Get on-the-go access to the latest insights featured on our Trustworthy Computing blogs.
When malware is found lurking on a system, quite often it isn't acting alone. Once malware distributors have control of a system, they will do everything they can to compromise the machine and the user for maximum gain -- for instance, hijacking a browser's search results, or using rogue security software to extract payments from affected users -- and will try to install whatever other malware components they need to in order to make this happen.
Such is the case with Win32/Fareit, which is one of two new additions to the Microsoft Malicious Software Removal Tool (MSRT) for February 2012. Win32/Fareit is a family consisting of a password stealer and a component for performing Distributed Denial of Service (DDoS) attacks, and is often present on an affected system along with a suite of other malware.
The Distributed Denial of Service component, which we detect as DDoS:Win32/Fareit, contacts a remote server, which may instruct it to flood a target server with bogus HTTP traffic. It randomly chooses several fields of the HTTP header, in order to make it difficult for the targeted server to filter the unwanted requests. Hijacking the browser and collecting payments for rogue security software are not the only methods of profiting from an infected system, and this is where the password stealing component PWS:Win32/Fareit fits in.
When run, the malware scans the system looking for installations of popular FTP clients and cloud storage clients. Most of these allow users to cache login details for servers that they often connect to, and they store these details encrypted in configuration files or registry entries. If any of these clients are present on the system, the malware attempts to retrieve this login information from the files or registry, decrypt it, and post it to a remote server controlled by the attackers. Once they have this account information, they can log in to the compromised accounts, which often provide access to web servers, and upload other malware that they wish to distribute. You can see a list of the FTP clients and other software that PWS:Win32/Fareit targets in our encyclopedia description. It also attempts to steal stored passwords from some of the major web browsers.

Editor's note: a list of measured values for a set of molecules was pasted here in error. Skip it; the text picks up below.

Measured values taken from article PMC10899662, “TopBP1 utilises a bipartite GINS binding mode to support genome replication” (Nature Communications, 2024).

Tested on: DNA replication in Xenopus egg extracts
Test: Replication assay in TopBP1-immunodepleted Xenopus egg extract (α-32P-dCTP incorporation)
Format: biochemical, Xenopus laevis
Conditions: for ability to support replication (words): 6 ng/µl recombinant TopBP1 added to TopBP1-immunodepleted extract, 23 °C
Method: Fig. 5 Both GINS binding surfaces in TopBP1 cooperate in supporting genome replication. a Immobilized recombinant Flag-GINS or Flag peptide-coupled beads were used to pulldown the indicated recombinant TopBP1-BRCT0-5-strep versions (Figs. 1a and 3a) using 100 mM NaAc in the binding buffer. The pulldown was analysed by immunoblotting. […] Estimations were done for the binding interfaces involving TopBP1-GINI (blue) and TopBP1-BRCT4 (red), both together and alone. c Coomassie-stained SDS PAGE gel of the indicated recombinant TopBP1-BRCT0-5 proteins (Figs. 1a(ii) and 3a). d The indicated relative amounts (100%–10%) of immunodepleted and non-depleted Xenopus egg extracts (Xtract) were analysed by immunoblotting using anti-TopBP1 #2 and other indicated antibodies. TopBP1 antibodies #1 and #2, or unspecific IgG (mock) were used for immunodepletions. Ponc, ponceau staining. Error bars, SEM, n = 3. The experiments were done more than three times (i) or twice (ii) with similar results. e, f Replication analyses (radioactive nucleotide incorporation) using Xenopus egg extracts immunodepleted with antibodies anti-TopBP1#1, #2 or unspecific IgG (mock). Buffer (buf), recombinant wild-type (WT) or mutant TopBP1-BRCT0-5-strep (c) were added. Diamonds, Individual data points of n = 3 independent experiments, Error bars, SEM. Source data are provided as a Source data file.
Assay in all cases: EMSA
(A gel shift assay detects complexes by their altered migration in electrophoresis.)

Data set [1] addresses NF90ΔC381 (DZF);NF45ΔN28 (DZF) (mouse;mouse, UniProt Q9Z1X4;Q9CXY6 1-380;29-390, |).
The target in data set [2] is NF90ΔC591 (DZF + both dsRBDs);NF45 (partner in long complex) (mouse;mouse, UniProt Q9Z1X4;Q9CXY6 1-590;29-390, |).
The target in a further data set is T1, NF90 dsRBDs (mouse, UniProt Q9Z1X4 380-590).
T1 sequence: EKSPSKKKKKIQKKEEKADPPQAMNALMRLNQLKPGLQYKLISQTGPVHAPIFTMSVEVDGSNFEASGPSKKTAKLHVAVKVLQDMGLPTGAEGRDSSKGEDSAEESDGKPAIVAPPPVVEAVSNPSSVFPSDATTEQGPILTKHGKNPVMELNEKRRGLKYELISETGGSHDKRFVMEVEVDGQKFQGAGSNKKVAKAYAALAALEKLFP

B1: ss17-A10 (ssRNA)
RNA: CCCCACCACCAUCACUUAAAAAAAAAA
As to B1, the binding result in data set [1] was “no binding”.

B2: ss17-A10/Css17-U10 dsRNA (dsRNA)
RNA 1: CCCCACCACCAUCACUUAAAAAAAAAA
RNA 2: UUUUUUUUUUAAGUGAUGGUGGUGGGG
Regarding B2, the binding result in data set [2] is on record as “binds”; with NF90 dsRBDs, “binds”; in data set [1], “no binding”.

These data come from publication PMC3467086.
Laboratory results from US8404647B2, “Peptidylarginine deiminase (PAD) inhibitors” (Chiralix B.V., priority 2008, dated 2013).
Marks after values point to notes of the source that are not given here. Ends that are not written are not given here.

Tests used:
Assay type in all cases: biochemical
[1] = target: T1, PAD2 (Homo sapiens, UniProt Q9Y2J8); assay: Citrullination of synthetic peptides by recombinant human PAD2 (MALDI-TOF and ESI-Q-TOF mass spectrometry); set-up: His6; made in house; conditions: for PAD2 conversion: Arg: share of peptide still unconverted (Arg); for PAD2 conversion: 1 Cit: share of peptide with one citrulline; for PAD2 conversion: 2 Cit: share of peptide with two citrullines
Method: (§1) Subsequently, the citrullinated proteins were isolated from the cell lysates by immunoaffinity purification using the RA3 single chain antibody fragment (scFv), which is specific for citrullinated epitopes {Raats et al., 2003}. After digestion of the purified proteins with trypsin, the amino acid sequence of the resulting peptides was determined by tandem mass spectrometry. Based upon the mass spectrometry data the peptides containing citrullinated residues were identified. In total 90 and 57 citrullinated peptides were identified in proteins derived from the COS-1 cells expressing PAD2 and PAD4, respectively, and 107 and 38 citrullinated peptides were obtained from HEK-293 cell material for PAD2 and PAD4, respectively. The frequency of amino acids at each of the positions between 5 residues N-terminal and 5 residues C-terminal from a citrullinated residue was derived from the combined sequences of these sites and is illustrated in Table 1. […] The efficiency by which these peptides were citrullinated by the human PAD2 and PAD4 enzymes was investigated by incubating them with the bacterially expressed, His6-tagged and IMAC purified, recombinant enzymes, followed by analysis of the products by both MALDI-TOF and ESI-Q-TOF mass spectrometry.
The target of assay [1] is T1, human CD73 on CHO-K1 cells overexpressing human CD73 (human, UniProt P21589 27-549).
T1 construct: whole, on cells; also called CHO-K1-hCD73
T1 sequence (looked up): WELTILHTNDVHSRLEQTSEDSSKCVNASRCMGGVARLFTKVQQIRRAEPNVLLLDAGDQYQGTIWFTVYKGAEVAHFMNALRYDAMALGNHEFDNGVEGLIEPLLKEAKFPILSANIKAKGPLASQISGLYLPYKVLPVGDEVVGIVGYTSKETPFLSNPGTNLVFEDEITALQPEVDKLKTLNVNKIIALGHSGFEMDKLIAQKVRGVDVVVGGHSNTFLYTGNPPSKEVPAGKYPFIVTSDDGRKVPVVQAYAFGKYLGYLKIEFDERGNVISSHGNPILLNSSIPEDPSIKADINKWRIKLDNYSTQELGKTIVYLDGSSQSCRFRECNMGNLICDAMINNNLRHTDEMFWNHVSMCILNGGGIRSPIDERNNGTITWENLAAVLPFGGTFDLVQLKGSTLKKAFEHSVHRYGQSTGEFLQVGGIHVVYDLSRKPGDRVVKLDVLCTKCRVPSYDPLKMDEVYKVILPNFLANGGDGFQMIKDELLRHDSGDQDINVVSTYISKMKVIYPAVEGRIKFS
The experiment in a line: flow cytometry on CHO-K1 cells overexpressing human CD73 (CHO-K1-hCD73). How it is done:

PWS:Win32/Fareit first came to our attention in large numbers in October, when we noticed it being installed by Win32/FakeScanti and Win32/Cycbot.
Win32/FakeScanti is a rogue security program that was added to MSRT in October 2009 and has recently gone by names such as Cloud AV 2012, AV Guard Online, Security Guard 2012, and Opencloud Antivirus.
Win32/Cycbot is a backdoor and browser hijacker, and was added to MSRT in February 2011. At various stages we have seen Win32/Cycbot and Win32/FakeScanti also downloading or installing one another, so this month's addition of Win32/Fareit helps complete the cleaning of this multi-family infection.
Win32/Cycbot remains highly prevalent, and Backdoor:Win32/Cycbot.G was the number-one threat removed by MSRT last month. Win32/FakeScanti activity has decreased, though we continue to monitor it closely; however, we have received no new undetected samples of it so far this year. Unfortunately, this isn't a sign that the rogue distributors have given up on their nefarious activities; most likely they have simply moved on to distributing different rogue families.
If your system has been infected with Win32/Fareit, or related families like Win32/Cycbot, and you have any account details saved in your FTP client, after cleaning your local system, we recommend that you immediately change your password for each account. Check the related servers for new or suspicious files that you did not upload, change passwords for any accounts whose details you may have saved in your browser, and check those accounts for any unexpected activity.
The password-stealing component may only need to be run once in order to steal your credentials, so, by the time MSRT has performed its monthly scan, the damage may have already been done. This emphasizes the importance of running an antivirus solution that provides real-time protection.
David WoodMMPC Melbourne